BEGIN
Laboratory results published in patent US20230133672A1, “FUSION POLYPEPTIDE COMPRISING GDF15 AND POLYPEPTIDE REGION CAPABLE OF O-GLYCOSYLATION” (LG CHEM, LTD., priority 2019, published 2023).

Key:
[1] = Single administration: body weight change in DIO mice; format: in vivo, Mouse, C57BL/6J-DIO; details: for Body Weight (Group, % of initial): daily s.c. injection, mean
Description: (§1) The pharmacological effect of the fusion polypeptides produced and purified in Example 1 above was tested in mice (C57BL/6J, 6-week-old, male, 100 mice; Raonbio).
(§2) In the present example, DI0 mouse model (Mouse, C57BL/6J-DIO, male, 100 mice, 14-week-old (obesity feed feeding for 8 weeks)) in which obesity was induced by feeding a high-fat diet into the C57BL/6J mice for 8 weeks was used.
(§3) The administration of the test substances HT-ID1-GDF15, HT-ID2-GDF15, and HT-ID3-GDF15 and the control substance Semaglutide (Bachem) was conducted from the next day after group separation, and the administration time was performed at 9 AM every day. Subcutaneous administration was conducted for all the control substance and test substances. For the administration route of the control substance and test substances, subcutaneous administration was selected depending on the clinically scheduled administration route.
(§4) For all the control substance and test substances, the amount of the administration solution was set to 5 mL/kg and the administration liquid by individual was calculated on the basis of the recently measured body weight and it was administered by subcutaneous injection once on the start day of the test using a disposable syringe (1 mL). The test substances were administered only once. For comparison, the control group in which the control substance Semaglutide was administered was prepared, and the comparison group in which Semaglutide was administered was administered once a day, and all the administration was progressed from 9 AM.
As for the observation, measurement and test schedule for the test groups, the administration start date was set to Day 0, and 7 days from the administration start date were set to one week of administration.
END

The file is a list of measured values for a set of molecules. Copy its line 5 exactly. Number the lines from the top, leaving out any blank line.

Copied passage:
(§2) In the present example, DI0 mouse model (Mouse, C57BL/6J-DIO, male, 100 mice, 14-week-old (obesity feed feeding for 8 weeks)) in which obesity was induced by feeding a high-fat diet into the C57BL/6J mice for 8 weeks was used.